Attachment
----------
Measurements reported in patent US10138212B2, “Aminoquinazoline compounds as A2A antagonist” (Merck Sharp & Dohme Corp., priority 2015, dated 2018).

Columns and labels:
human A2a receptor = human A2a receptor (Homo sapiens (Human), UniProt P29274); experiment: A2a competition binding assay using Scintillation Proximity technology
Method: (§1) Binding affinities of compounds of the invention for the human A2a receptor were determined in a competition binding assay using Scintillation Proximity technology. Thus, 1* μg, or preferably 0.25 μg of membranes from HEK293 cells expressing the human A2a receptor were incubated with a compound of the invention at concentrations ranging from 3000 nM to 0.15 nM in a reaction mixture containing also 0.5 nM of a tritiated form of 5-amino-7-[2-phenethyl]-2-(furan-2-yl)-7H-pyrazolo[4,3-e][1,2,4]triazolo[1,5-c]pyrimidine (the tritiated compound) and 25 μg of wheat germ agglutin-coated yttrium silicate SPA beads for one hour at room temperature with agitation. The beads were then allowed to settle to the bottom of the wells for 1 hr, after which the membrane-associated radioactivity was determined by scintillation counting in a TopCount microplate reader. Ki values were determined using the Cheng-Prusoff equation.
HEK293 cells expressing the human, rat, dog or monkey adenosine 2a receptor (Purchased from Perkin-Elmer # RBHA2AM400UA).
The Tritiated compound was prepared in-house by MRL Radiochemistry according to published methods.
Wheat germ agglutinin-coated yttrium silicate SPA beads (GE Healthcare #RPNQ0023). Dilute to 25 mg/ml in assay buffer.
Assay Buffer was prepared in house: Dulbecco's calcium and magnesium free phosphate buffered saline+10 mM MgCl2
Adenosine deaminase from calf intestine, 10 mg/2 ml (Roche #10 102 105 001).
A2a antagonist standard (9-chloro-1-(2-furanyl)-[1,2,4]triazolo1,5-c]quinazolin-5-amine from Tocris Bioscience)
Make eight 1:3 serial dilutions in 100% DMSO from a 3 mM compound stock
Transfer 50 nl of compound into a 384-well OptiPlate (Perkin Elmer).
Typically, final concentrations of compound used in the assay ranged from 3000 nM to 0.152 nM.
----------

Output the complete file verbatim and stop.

Measurements reported in patent US10138212B2, “Aminoquinazoline compounds as A2A antagonist” (Merck Sharp & Dohme Corp., priority 2015, dated 2018).

Columns and labels:
human A2a receptor = human A2a receptor (Homo sapiens (Human), UniProt P29274); experiment: A2a competition binding assay using Scintillation Proximity technology
Method: (§1) Binding affinities of compounds of the invention for the human A2a receptor were determined in a competition binding assay using Scintillation Proximity technology. Thus, 1* μg, or preferably 0.25 μg of membranes from HEK293 cells expressing the human A2a receptor were incubated with a compound of the invention at concentrations ranging from 3000 nM to 0.15 nM in a reaction mixture containing also 0.5 nM of a tritiated form of 5-amino-7-[2-phenethyl]-2-(furan-2-yl)-7H-pyrazolo[4,3-e][1,2,4]triazolo[1,5-c]pyrimidine (the tritiated compound) and 25 μg of wheat germ agglutin-coated yttrium silicate SPA beads for one hour at room temperature with agitation. The beads were then allowed to settle to the bottom of the wells for 1 hr, after which the membrane-associated radioactivity was determined by scintillation counting in a TopCount microplate reader. Ki values were determined using the Cheng-Prusoff equation.
HEK293 cells expressing the human, rat, dog or monkey adenosine 2a receptor (Purchased from Perkin-Elmer # RBHA2AM400UA).
The Tritiated compound was prepared in-house by MRL Radiochemistry according to published methods.
Wheat germ agglutinin-coated yttrium silicate SPA beads (GE Healthcare #RPNQ0023). Dilute to 25 mg/ml in assay buffer.
Assay Buffer was prepared in house: Dulbecco's calcium and magnesium free phosphate buffered saline+10 mM MgCl2
Adenosine deaminase from calf intestine, 10 mg/2 ml (Roche #10 102 105 001).
A2a antagonist standard (9-chloro-1-(2-furanyl)-[1,2,4]triazolo1,5-c]quinazolin-5-amine from Tocris Bioscience)
Make eight 1:3 serial dilutions in 100% DMSO from a 3 mM compound stock
Transfer 50 nl of compound into a 384-well OptiPlate (Perkin Elmer).
Typically, final concentrations of compound used in the assay ranged from 3000 nM to 0.152 nM.